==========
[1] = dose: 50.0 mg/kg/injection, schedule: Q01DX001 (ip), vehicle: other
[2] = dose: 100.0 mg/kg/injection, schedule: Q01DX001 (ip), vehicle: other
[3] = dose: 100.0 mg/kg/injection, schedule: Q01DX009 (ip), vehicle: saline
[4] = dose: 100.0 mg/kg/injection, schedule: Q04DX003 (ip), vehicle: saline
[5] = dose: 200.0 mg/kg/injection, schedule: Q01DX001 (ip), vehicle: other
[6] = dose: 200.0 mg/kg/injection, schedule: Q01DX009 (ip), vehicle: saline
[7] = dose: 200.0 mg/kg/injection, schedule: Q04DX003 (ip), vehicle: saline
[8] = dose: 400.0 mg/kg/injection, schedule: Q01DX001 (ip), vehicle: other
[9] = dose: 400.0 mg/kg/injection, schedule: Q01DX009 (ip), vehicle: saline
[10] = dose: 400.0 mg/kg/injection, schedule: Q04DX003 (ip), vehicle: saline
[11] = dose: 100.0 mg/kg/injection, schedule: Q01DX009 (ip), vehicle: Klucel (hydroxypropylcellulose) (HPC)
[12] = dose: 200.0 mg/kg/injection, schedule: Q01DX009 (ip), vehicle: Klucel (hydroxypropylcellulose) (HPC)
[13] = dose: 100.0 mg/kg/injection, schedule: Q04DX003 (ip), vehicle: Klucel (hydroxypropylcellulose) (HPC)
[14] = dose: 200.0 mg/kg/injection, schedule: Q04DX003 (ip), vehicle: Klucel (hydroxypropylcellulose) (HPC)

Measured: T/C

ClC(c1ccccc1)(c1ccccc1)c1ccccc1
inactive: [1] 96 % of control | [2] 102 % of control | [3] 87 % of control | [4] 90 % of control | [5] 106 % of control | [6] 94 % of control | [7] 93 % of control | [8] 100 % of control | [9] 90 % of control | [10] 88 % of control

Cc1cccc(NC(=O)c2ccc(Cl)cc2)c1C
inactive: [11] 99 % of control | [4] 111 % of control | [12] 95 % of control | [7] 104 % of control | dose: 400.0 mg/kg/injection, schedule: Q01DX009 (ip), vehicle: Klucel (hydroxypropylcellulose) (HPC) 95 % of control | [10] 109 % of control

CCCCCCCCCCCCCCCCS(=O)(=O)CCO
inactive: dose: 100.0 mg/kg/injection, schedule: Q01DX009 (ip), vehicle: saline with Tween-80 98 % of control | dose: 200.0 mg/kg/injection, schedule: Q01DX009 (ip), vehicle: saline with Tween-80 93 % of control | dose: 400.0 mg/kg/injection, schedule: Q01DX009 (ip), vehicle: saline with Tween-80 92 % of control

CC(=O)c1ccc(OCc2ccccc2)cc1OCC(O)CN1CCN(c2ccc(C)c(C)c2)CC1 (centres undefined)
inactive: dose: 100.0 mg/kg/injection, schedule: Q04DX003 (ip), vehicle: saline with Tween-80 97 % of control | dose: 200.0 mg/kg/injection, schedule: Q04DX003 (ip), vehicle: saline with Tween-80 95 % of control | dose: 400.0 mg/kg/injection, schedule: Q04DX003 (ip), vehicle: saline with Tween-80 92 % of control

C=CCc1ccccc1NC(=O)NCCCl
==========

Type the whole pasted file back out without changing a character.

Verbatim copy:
[1] = dose: 50.0 mg/kg/injection, schedule: Q01DX001 (ip), vehicle: other
[2] = dose: 100.0 mg/kg/injection, schedule: Q01DX001 (ip), vehicle: other
[3] = dose: 100.0 mg/kg/injection, schedule: Q01DX009 (ip), vehicle: saline
[4] = dose: 100.0 mg/kg/injection, schedule: Q04DX003 (ip), vehicle: saline
[5] = dose: 200.0 mg/kg/injection, schedule: Q01DX001 (ip), vehicle: other
[6] = dose: 200.0 mg/kg/injection, schedule: Q01DX009 (ip), vehicle: saline
[7] = dose: 200.0 mg/kg/injection, schedule: Q04DX003 (ip), vehicle: saline
[8] = dose: 400.0 mg/kg/injection, schedule: Q01DX001 (ip), vehicle: other
[9] = dose: 400.0 mg/kg/injection, schedule: Q01DX009 (ip), vehicle: saline
[10] = dose: 400.0 mg/kg/injection, schedule: Q04DX003 (ip), vehicle: saline
[11] = dose: 100.0 mg/kg/injection, schedule: Q01DX009 (ip), vehicle: Klucel (hydroxypropylcellulose) (HPC)
[12] = dose: 200.0 mg/kg/injection, schedule: Q01DX009 (ip), vehicle: Klucel (hydroxypropylcellulose) (HPC)
[13] = dose: 100.0 mg/kg/injection, schedule: Q04DX003 (ip), vehicle: Klucel (hydroxypropylcellulose) (HPC)
[14] = dose: 200.0 mg/kg/injection, schedule: Q04DX003 (ip), vehicle: Klucel (hydroxypropylcellulose) (HPC)

Measured: T/C

ClC(c1ccccc1)(c1ccccc1)c1ccccc1
inactive: [1] 96 % of control | [2] 102 % of control | [3] 87 % of control | [4] 90 % of control | [5] 106 % of control | [6] 94 % of control | [7] 93 % of control | [8] 100 % of control | [9] 90 % of control | [10] 88 % of control

Cc1cccc(NC(=O)c2ccc(Cl)cc2)c1C
inactive: [11] 99 % of control | [4] 111 % of control | [12] 95 % of control | [7] 104 % of control | dose: 400.0 mg/kg/injection, schedule: Q01DX009 (ip), vehicle: Klucel (hydroxypropylcellulose) (HPC) 95 % of control | [10] 109 % of control

CCCCCCCCCCCCCCCCS(=O)(=O)CCO
inactive: dose: 100.0 mg/kg/injection, schedule: Q01DX009 (ip), vehicle: saline with Tween-80 98 % of control | dose: 200.0 mg/kg/injection, schedule: Q01DX009 (ip), vehicle: saline with Tween-80 93 % of control | dose: 400.0 mg/kg/injection, schedule: Q01DX009 (ip), vehicle: saline with Tween-80 92 % of control

CC(=O)c1ccc(OCc2ccccc2)cc1OCC(O)CN1CCN(c2ccc(C)c(C)c2)CC1 (centres undefined)
inactive: dose: 100.0 mg/kg/injection, schedule: Q04DX003 (ip), vehicle: saline with Tween-80 97 % of control | dose: 200.0 mg/kg/injection, schedule: Q04DX003 (ip), vehicle: saline with Tween-80 95 % of control | dose: 400.0 mg/kg/injection, schedule: Q04DX003 (ip), vehicle: saline with Tween-80 92 % of control

C=CCc1ccccc1NC(=O)NCCCl